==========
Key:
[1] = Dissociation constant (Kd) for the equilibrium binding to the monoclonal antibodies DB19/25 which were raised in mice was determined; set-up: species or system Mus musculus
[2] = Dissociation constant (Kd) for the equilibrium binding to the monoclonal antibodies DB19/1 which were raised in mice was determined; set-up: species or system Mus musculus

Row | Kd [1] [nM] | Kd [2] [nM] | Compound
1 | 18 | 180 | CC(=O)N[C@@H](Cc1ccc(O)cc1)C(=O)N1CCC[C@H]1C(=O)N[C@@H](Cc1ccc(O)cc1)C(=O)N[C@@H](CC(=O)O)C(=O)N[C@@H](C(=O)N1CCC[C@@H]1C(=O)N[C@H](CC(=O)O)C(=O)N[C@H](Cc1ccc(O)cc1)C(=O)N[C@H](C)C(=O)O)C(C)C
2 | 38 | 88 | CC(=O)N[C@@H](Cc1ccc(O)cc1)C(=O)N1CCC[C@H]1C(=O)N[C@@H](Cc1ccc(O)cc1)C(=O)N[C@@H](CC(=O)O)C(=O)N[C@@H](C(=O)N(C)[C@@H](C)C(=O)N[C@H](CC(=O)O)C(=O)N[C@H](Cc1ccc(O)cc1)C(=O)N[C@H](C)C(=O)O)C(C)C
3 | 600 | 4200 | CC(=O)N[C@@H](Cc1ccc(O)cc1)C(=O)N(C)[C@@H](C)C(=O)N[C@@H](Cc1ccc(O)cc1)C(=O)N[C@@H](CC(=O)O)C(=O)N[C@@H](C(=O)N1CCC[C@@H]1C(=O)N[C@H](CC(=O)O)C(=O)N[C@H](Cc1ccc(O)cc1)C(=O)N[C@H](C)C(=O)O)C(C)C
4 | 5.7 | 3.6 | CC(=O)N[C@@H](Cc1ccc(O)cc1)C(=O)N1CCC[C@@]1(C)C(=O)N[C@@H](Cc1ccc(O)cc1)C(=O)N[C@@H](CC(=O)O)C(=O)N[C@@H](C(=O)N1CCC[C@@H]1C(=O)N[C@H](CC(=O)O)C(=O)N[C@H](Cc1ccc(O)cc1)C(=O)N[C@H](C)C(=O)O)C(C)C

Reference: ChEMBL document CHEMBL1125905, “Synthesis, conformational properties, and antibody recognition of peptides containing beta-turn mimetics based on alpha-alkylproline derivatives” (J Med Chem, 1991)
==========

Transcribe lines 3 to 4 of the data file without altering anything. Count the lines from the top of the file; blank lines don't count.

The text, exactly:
[2] = Dissociation constant (Kd) for the equilibrium binding to the monoclonal antibodies DB19/1 which were raised in mice was determined; set-up: species or system Mus musculus

Row | Kd [1] [nM] | Kd [2] [nM] | Compound